Website translation: 7 best practice lessons
Find out how to plan, execute and manage your successful website translation project. These seven simple steps will make the world of difference when it comes to making your website work wonders for your international market penetration and business growth.
1. Plan, plan, plan
Preparation is key for your website translation project. Fail to plan, and your project can quickly run away from you.
We covered the key points on planning in our September blog, Top tips on how to prepare for website translation, when we looked at business, technology and website localisation strategies, as well as people and stakeholder management.
A robust website translation plan will make sure that your website is ready to go global from both a technical and functional perspective. After all, what’s the point in arranging fantastic website translation and localisation if your website’s architecture can’t handle multiple languages and conventions or it’s so SEO poor that nobody can find it?
In the last 10 years, according to research from Byte Level, leading global brands have doubled the number of languages they support on their websites – today they support an average of 30 languages. The vast majority of corporate websites, however, still support fewer than 10 languages.
If you haven’t already created a glossary and language style guide, you should, and don’t hesitate to ask your translation services partner with help doing this. Glossary and language style guides are invaluable sources of information to help translators conform with your brand guidelines throughout the localisation process.
When it comes to planning your global website template, make sure you consider both the cultural and practical aspects surrounding imagery, colour, graphics and file formatting/source files. For example, some designs may offend some cultures.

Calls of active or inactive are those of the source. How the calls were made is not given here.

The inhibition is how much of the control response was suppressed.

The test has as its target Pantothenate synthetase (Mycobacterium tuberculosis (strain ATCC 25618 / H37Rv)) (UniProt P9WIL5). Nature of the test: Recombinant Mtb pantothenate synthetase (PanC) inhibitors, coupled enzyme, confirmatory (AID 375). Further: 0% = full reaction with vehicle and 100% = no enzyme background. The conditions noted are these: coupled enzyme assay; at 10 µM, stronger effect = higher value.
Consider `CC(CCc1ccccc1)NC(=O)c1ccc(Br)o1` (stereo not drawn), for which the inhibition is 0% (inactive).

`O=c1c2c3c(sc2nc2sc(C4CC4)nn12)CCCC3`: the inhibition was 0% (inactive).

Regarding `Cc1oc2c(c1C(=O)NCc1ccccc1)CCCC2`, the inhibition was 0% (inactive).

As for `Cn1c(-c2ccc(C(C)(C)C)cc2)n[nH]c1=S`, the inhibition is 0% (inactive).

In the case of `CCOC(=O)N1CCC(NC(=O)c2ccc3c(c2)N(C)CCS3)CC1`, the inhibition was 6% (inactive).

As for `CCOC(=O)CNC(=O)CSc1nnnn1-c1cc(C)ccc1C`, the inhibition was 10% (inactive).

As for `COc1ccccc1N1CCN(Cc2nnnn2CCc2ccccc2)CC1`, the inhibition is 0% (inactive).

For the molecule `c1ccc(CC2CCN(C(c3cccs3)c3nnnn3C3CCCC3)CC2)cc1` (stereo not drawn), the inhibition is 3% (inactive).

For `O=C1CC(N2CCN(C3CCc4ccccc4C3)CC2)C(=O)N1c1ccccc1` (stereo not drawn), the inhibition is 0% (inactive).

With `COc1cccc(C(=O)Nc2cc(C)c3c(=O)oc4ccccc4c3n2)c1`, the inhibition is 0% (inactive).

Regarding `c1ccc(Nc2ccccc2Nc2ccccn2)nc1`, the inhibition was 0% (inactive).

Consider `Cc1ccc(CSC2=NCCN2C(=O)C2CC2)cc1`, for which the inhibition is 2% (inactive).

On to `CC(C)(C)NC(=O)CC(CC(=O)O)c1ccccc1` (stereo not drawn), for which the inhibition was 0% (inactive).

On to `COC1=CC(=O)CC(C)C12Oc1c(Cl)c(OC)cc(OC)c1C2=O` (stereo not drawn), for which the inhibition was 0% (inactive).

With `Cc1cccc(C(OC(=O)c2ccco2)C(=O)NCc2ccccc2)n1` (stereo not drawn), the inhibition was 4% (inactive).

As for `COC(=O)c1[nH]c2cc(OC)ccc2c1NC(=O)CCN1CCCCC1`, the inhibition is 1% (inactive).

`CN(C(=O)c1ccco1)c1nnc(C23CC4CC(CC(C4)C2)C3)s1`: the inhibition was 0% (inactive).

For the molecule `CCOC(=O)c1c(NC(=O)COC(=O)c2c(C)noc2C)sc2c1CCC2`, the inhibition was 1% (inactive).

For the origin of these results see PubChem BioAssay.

For SEO optimisation, keep your URL planning simple so they identify:
- The main website where the content lives
- The site’s language
- The content’s purpose/site location
- The content’s target audience
2. Set goals and identify technical requirements
Once your planning is underway, you’ll need to choose a translation services partner that suits your business goals. Be clear about what you want and when you want it. Find out if your prospective partner has any specialisms that you require, whether that’s for technical translation services, a specific language or key technical support.
You’ll then want to set up a discovery session in order to define your project objectives and so that your translation services partner can understand your requirements. Expect the agency to come back with some questions, such as:
- Do you have a website localisation strategy?
- Do you plan to add more languages in the future?
- Do you have a multilingual SEO strategy?
- Is your content management system (CMS) global ready?
They’ll also want to know about your resources, technologies, workflows, linguist assets and, of course, the content.
3. Pinpoint content for translation
Conduct a content audit so you can work out which content requires translating. Prioritise that content for localisation, then work out how best to transfer the files to your translation services agency. This could be through CMS integration, translation proxy or traditional file transfer. We recommend you discuss this with your translation partner to see what works best for you both.
4. Project kick-off
Once your project is agreed by key stakeholders and signed off, you can get started. Make sure you have the right people in the right places. Set up a team kick-off meeting so you can share your plans and clearly explain objectives, ownership and timelines. Outline key processes, such as how the project will work with in-country reviewers when they have queries. Cover brand and style guides.
5. Website translation and localisation
Make sure your translation agency has everything they need for successful website translation. They’ll want all the relevant files, assets, reference materials and detailed instructions on what’s required.
Since you’ve read this far, you’ll already know that a successful website translation goes beyond simple translation. It also requires localisation. And for the best localisations, translators are using sophisticated translation memory systems (TMS) to support the human part of the process.
6. Quality check
To make sure you get a great quality translation, you’ll need to set up a review process for sign-off. While it should be thorough, make sure this process is as simple as possible, so you avoid risking your project schedule and market commitments. You should establish this process at the planning stage and share at your kick-off meeting.
7. Go-live and follow-up
Once the translations have been published and the website has gone live, you should still expect your translation service partner to tidy up. This means updating and archiving files and assets so it’s easy for them – or for you – to update site content and prepare for your next localisation project.
For a chat or free advice on your website translation project, call us on 01225 580 770 or complete this online form. We’re here to help.